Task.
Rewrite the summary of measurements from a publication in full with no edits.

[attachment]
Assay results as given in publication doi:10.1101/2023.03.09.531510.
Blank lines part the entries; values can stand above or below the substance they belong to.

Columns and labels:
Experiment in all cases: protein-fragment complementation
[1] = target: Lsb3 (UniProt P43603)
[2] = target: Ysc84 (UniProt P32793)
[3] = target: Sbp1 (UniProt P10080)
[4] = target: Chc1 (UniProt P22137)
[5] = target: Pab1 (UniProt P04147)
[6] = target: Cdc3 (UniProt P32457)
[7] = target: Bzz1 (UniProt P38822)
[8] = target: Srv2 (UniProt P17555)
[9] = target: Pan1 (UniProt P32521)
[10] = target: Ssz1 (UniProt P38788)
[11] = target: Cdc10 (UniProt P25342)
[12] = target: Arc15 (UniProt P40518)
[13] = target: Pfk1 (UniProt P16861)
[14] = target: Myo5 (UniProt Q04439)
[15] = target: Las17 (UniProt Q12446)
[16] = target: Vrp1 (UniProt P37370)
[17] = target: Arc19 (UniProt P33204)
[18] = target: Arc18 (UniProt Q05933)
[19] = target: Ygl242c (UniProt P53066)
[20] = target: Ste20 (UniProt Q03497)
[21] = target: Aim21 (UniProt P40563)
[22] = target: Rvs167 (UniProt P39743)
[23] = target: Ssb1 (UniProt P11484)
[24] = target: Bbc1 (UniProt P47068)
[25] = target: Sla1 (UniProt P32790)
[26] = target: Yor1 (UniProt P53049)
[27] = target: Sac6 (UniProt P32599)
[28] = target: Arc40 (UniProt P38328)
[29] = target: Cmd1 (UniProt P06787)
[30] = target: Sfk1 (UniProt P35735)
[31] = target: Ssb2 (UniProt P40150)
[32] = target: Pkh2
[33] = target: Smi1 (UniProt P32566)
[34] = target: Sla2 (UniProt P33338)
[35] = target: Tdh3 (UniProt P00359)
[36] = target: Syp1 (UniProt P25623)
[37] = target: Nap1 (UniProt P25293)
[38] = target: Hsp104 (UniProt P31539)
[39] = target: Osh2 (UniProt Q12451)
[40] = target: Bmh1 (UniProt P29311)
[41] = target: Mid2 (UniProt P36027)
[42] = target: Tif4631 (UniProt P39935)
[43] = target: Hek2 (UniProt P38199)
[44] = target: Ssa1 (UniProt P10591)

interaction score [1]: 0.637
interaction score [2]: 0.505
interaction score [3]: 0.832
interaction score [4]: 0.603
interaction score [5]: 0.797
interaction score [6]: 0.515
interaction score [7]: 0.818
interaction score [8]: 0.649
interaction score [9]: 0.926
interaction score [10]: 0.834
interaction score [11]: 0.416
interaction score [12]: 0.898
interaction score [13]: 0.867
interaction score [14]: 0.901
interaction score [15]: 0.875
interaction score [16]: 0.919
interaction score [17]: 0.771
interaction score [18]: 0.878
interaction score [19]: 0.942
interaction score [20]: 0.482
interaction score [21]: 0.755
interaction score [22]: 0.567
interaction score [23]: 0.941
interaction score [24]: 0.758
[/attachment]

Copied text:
Assay results as given in publication doi:10.1101/2023.03.09.531510.
Blank lines part the entries; values can stand above or below the substance they belong to.

Columns and labels:
Experiment in all cases: protein-fragment complementation
[1] = target: Lsb3 (UniProt P43603)
[2] = target: Ysc84 (UniProt P32793)
[3] = target: Sbp1 (UniProt P10080)
[4] = target: Chc1 (UniProt P22137)
[5] = target: Pab1 (UniProt P04147)
[6] = target: Cdc3 (UniProt P32457)
[7] = target: Bzz1 (UniProt P38822)
[8] = target: Srv2 (UniProt P17555)
[9] = target: Pan1 (UniProt P32521)
[10] = target: Ssz1 (UniProt P38788)
[11] = target: Cdc10 (UniProt P25342)
[12] = target: Arc15 (UniProt P40518)
[13] = target: Pfk1 (UniProt P16861)
[14] = target: Myo5 (UniProt Q04439)
[15] = target: Las17 (UniProt Q12446)
[16] = target: Vrp1 (UniProt P37370)
[17] = target: Arc19 (UniProt P33204)
[18] = target: Arc18 (UniProt Q05933)
[19] = target: Ygl242c (UniProt P53066)
[20] = target: Ste20 (UniProt Q03497)
[21] = target: Aim21 (UniProt P40563)
[22] = target: Rvs167 (UniProt P39743)
[23] = target: Ssb1 (UniProt P11484)
[24] = target: Bbc1 (UniProt P47068)
[25] = target: Sla1 (UniProt P32790)
[26] = target: Yor1 (UniProt P53049)
[27] = target: Sac6 (UniProt P32599)
[28] = target: Arc40 (UniProt P38328)
[29] = target: Cmd1 (UniProt P06787)
[30] = target: Sfk1 (UniProt P35735)
[31] = target: Ssb2 (UniProt P40150)
[32] = target: Pkh2
[33] = target: Smi1 (UniProt P32566)
[34] = target: Sla2 (UniProt P33338)
[35] = target: Tdh3 (UniProt P00359)
[36] = target: Syp1 (UniProt P25623)
[37] = target: Nap1 (UniProt P25293)
[38] = target: Hsp104 (UniProt P31539)
[39] = target: Osh2 (UniProt Q12451)
[40] = target: Bmh1 (UniProt P29311)
[41] = target: Mid2 (UniProt P36027)
[42] = target: Tif4631 (UniProt P39935)
[43] = target: Hek2 (UniProt P38199)
[44] = target: Ssa1 (UniProt P10591)

interaction score [1]: 0.637
interaction score [2]: 0.505
interaction score [3]: 0.832
interaction score [4]: 0.603
interaction score [5]: 0.797
interaction score [6]: 0.515
interaction score [7]: 0.818
interaction score [8]: 0.649
interaction score [9]: 0.926
interaction score [10]: 0.834
interaction score [11]: 0.416
interaction score [12]: 0.898
interaction score [13]: 0.867
interaction score [14]: 0.901
interaction score [15]: 0.875
interaction score [16]: 0.919
interaction score [17]: 0.771
interaction score [18]: 0.878
interaction score [19]: 0.942
interaction score [20]: 0.482
interaction score [21]: 0.755
interaction score [22]: 0.567
interaction score [23]: 0.941
interaction score [24]: 0.758